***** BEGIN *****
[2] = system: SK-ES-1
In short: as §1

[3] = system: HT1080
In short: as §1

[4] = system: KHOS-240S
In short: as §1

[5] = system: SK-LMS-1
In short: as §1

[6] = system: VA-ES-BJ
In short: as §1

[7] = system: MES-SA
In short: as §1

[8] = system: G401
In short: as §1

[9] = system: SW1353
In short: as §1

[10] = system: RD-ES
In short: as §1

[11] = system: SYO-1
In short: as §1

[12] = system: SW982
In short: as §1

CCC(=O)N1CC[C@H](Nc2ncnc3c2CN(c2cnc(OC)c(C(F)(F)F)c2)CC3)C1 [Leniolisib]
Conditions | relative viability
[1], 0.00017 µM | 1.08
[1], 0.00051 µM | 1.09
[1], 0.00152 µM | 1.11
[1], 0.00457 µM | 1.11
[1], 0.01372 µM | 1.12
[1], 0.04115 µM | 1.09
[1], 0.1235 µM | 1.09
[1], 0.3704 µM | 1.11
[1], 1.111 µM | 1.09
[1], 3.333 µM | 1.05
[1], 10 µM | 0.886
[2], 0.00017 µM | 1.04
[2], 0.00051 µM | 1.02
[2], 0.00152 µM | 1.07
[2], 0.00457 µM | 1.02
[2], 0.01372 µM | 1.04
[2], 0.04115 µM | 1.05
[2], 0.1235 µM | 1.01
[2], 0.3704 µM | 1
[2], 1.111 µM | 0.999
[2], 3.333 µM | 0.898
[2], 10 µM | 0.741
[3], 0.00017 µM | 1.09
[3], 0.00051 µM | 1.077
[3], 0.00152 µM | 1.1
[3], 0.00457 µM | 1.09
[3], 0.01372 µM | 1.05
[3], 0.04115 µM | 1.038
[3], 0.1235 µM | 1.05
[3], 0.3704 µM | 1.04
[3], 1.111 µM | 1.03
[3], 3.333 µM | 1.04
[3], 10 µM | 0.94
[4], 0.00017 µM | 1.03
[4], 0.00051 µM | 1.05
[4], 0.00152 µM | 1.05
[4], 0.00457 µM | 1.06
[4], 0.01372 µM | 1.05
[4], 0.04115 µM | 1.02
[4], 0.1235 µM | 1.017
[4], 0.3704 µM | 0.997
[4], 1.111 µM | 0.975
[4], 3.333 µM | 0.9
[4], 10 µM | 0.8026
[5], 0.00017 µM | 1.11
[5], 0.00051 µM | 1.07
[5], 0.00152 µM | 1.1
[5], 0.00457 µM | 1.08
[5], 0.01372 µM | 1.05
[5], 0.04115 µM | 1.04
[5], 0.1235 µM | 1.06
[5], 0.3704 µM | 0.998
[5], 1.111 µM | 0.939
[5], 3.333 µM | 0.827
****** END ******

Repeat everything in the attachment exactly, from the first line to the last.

[2] = system: SK-ES-1
In short: as §1

[3] = system: HT1080
In short: as §1

[4] = system: KHOS-240S
In short: as §1

[5] = system: SK-LMS-1
In short: as §1

[6] = system: VA-ES-BJ
In short: as §1

[7] = system: MES-SA
In short: as §1

[8] = system: G401
In short: as §1

[9] = system: SW1353
In short: as §1

[10] = system: RD-ES
In short: as §1

[11] = system: SYO-1
In short: as §1

[12] = system: SW982
In short: as §1

CCC(=O)N1CC[C@H](Nc2ncnc3c2CN(c2cnc(OC)c(C(F)(F)F)c2)CC3)C1 [Leniolisib]
Conditions | relative viability
[1], 0.00017 µM | 1.08
[1], 0.00051 µM | 1.09
[1], 0.00152 µM | 1.11
[1], 0.00457 µM | 1.11
[1], 0.01372 µM | 1.12
[1], 0.04115 µM | 1.09
[1], 0.1235 µM | 1.09
[1], 0.3704 µM | 1.11
[1], 1.111 µM | 1.09
[1], 3.333 µM | 1.05
[1], 10 µM | 0.886
[2], 0.00017 µM | 1.04
[2], 0.00051 µM | 1.02
[2], 0.00152 µM | 1.07
[2], 0.00457 µM | 1.02
[2], 0.01372 µM | 1.04
[2], 0.04115 µM | 1.05
[2], 0.1235 µM | 1.01
[2], 0.3704 µM | 1
[2], 1.111 µM | 0.999
[2], 3.333 µM | 0.898
[2], 10 µM | 0.741
[3], 0.00017 µM | 1.09
[3], 0.00051 µM | 1.077
[3], 0.00152 µM | 1.1
[3], 0.00457 µM | 1.09
[3], 0.01372 µM | 1.05
[3], 0.04115 µM | 1.038
[3], 0.1235 µM | 1.05
[3], 0.3704 µM | 1.04
[3], 1.111 µM | 1.03
[3], 3.333 µM | 1.04
[3], 10 µM | 0.94
[4], 0.00017 µM | 1.03
[4], 0.00051 µM | 1.05
[4], 0.00152 µM | 1.05
[4], 0.00457 µM | 1.06
[4], 0.01372 µM | 1.05
[4], 0.04115 µM | 1.02
[4], 0.1235 µM | 1.017
[4], 0.3704 µM | 0.997
[4], 1.111 µM | 0.975
[4], 3.333 µM | 0.9
[4], 10 µM | 0.8026
[5], 0.00017 µM | 1.11
[5], 0.00051 µM | 1.07
[5], 0.00152 µM | 1.1
[5], 0.00457 µM | 1.08
[5], 0.01372 µM | 1.05
[5], 0.04115 µM | 1.04
[5], 0.1235 µM | 1.06
[5], 0.3704 µM | 0.998
[5], 1.111 µM | 0.939
[5], 3.333 µM | 0.827